Local Bounty Update

| September 6, 2016

Good morning Local Foodies!
Hope you all had a wonderful holiday weekend !

October class :
Winter squash soup
If you are interested call the market.

We still have a few tickets left for  Farm to Table Dinner Fundraiser.

Have a glorious week!

Best thoughts,


Strawberry Hill Farm

Harvesting and weeding is much more enjoyable with the cooler weather we’ve had the past few days. Here’s hoping the warming trend this week is short! We have lots of summer squash and kale at the store this week, and some arugula, plus eggs from our hens on pasture.


Bob’s Pickle Patch/ Verda’s Hens

Why are eggs sold by the dozen?  It’s a case of “old habits die hard” again.  In England, as far back as 700 AD, (see, I told you this was an old habit), eggs were sold for a penny a piece.  The seller brought eggs to market in a large basket, and the buyer could pick out as many as he wanted for a penny each.  A schilling in those days was worth 12 pennies, so a dozen eggs could be sold for a schilling, and no one had to make change.  When settlers came to the New World, they brought this pricing system with them, and probably some chickens, too.  Eggs were bought and sold without cartons until 1911, when the egg carton was invented to help settle a dispute over broken eggs at the market.


We will have eggs (in cartons) at Local Bounty this week.  A big thank you to all who return cartons to the market.  We can use any kind, just so they are clean.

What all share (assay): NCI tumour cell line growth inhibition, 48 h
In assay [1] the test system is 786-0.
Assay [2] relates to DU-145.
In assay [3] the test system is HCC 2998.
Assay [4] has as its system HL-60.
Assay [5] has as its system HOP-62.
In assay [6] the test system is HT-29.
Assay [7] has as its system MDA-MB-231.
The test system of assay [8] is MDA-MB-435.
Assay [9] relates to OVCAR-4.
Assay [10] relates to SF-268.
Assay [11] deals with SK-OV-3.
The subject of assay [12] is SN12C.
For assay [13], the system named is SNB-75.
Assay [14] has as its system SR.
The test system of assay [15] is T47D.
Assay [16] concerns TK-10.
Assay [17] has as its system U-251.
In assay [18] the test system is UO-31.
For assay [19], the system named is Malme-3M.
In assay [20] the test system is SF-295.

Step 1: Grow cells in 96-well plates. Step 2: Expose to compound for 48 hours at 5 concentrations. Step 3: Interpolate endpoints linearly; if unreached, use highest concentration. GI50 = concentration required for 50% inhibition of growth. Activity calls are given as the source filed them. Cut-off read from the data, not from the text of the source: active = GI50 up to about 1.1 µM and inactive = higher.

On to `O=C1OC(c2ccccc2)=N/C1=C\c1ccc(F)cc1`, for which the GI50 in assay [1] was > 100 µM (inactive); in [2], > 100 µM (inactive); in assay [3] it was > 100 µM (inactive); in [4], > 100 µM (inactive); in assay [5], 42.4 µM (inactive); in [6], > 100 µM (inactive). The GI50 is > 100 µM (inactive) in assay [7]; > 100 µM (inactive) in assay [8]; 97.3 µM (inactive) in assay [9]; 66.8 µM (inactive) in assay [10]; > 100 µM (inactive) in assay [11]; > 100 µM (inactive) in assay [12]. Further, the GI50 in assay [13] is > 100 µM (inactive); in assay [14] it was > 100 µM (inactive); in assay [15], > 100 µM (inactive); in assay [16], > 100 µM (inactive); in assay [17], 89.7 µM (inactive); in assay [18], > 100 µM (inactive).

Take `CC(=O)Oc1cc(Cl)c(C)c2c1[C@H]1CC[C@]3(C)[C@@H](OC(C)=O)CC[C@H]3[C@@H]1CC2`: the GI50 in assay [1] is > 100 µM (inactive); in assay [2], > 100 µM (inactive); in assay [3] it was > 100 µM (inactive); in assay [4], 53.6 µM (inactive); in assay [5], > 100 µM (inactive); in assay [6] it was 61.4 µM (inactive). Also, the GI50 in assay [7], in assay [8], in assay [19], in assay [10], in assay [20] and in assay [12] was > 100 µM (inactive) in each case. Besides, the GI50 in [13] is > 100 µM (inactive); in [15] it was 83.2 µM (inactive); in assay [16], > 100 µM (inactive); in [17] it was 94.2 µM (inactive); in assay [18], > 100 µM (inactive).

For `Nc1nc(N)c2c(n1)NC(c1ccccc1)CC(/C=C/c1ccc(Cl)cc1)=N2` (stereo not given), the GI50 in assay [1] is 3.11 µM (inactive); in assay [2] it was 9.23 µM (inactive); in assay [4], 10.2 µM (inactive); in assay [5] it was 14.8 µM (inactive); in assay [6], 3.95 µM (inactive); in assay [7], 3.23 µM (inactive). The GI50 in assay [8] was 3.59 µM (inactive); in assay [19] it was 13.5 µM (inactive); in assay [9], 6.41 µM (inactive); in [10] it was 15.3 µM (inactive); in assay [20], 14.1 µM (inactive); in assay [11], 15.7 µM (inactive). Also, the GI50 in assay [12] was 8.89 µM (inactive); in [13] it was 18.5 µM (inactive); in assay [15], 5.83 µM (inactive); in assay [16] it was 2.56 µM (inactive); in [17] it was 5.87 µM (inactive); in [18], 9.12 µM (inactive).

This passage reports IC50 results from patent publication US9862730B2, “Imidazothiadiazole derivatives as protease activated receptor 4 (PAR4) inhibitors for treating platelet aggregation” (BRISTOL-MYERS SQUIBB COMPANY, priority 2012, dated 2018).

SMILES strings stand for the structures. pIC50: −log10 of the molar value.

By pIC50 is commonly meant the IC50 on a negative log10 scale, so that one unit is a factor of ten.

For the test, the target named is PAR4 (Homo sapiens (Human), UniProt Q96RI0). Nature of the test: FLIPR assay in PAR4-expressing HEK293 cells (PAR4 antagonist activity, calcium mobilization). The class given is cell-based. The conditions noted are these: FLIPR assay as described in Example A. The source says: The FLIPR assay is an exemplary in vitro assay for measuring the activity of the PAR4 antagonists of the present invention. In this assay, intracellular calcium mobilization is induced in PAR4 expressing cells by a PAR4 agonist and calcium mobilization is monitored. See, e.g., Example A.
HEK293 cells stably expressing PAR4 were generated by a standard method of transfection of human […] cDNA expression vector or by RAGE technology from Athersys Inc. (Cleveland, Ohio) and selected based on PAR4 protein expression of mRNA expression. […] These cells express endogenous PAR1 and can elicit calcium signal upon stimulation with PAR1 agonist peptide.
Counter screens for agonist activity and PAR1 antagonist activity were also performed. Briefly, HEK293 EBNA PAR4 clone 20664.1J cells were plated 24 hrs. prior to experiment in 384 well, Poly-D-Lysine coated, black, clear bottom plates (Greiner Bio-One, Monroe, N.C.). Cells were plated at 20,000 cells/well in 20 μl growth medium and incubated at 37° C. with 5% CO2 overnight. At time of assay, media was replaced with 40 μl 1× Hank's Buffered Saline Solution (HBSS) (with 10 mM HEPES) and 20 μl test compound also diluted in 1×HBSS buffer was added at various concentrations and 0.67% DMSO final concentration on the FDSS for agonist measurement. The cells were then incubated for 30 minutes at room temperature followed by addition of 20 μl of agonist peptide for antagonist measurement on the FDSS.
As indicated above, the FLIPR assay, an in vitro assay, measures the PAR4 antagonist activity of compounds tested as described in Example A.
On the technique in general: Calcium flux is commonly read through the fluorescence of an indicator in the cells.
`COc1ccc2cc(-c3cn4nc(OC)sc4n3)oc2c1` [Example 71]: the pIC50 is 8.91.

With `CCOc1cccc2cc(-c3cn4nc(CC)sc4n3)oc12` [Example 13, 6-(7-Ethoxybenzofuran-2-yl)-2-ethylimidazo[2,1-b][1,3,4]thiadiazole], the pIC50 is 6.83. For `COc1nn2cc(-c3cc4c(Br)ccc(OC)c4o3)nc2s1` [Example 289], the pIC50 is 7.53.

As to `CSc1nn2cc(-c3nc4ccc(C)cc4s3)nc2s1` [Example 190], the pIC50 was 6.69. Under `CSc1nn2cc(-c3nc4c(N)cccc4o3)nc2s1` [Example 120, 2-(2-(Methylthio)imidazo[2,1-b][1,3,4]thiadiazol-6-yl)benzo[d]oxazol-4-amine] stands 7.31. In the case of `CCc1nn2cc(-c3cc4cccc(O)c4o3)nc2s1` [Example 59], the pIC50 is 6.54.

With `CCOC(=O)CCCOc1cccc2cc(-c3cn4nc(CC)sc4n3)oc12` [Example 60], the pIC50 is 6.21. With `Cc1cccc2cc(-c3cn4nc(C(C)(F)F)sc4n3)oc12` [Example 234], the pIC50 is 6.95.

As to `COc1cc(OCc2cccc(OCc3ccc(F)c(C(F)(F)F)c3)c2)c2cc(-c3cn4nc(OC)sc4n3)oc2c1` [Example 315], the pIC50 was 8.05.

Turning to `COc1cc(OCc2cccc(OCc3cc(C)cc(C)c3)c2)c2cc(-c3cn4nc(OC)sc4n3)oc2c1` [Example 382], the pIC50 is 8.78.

Thanks for shopping Local Bounty

The McGraws


Our Garden


Our Garden is flourishing with Eggplant. Black, Violet, White, and in many shapes and sizes. Kale and chard are recovering from the mildew caused by the humidity. We have an abundance of peppers both hot (for salsa) and sweet for salads and sautes. Red cabbage should be in this week as well.


Potatoes and leeks are available for great tasting soup.  Start now on your fall squash. It is going to get colder and nothing beats a warm soup baked in a squash or baked into muffins!


Remember, if you would like to reserve your purchase for Thursdays at the store, just log on to ourgarden.eatfromfarms.com to place your order.


We are still planting additional cool weather crops to have fresh produce well into the Fall.


Mullet Apiaries


Mullet Apiaries – Looks like we are going to get a little summer yet, weather-wise, but eventually cold and flu season will be upon us. Here’s a recipe from the National Honey Board site for a honey cough syrup to soothe those sore throats. Thanks for your business!


Honey Cough Syrup

  • 1½ tablespoons – Zest of 2 lemons   ·         ¼ cup – peeled, sliced ginger , or ½ teaspoon of ground ginger
  • 1 cup – water                                                   1 cup – honey
  • ½ cup – lemon juice

In a small saucepan, combine lemon zest, sliced ginger and 1 cup of water. Bring mixture to a boil, simmer for 5 minutes, then strain through into a heat-proof measuring cup.  Rinse the saucepan out and pour in 1 cup of honey. On low heat,         warm the honey, but do not allow it to boil. Add the strained lemon ginger water and the lemon juice. Stir the mixture until it combines to form a thick syrup. Pour into a clean jar with a lid. Note: This can be refrigerated for up to 2 months.

For children ages 1 to 5, use ½  to 1 teaspoon every 2 hours. For children ages 5 to 12, use 1 to 2 teaspoon every 2 hours. For children 12 and older and adults, use 1 to 2 tablespoons every 4 hours.*